Emergency diseases in horses

Page last updated: Tuesday, 1 March 2022 - 10:49am

Please note: This content may be out of date and is currently under review.

Australia is free of many infectious horse diseases, saving owners costly disease control. The occurrence of an emergency horse disease could severely restrict horse movements, racing and other competitions and cost millions of dollars in lost business and disease control. Some of the diseases also have serious human health impacts.

This page describes some of the most important emergency horse diseases. The Department of Primary Industries and Regional Development, Western Australia (DPIRD) recommends owners call a vet if new or unusual signs of disease are seen in their horses.

Why must you report an emergency animal disease?

An emergency animal disease has severe consequences for:

  • livestock production and/or
  • exports of livestock and livestock products and/or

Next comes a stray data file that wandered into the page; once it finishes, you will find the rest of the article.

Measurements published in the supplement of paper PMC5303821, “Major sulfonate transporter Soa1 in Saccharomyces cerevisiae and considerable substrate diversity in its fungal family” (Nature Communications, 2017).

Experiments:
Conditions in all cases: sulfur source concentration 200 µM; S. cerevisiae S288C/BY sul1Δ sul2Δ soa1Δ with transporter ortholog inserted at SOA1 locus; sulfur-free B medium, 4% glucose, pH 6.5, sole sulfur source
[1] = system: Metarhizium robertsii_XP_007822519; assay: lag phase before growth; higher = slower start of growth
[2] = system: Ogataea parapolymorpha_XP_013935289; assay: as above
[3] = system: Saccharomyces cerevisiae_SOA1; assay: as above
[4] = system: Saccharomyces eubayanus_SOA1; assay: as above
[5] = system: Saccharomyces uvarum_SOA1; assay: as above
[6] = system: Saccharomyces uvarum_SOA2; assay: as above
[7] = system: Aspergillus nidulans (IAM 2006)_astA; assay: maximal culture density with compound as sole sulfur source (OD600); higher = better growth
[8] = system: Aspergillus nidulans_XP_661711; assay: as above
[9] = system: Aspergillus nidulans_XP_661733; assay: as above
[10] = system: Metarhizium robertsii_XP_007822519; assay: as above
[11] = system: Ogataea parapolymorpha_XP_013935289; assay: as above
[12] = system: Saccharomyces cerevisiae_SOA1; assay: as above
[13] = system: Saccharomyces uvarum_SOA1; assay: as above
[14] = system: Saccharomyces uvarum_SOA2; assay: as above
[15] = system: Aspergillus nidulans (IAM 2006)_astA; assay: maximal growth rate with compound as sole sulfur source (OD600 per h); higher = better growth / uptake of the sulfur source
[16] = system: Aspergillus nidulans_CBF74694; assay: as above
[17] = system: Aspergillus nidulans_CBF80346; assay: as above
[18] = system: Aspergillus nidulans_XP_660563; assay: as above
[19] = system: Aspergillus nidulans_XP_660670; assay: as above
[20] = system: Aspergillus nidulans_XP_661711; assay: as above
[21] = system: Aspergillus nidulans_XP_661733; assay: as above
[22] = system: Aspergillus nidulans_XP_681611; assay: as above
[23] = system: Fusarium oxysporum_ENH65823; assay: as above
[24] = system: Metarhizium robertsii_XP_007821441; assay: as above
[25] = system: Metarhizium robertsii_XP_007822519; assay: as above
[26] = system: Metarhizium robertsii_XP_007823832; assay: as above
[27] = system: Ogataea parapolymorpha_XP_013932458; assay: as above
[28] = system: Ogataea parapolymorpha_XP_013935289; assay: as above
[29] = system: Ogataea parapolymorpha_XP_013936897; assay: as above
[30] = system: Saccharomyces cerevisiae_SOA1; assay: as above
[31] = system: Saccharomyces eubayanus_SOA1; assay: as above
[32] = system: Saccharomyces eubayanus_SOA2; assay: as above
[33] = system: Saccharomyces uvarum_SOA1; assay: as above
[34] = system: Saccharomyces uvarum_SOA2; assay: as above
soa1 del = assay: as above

• human health and/or
  • national or industry revenue.

When should I suspect an emergency animal disease?

You should suspect an emergency animal disease if you see:

  • unusual signs in stock (new or more severe signs or more stock affected than expected)
  • large numbers of stock deaths
  • a big drop in expected production and growth rates.

What should I do if I see unusual signs of disease in my animals?

  • Call a vet — your private vet or a DPIRD vet.
  • Call your local DPIRD office.
  • Call the emergency animal disease hotline, which operates seven days a week, on 1800 675 888.


Contact information

Sue Skirrow
+61 (0)8 9892 8490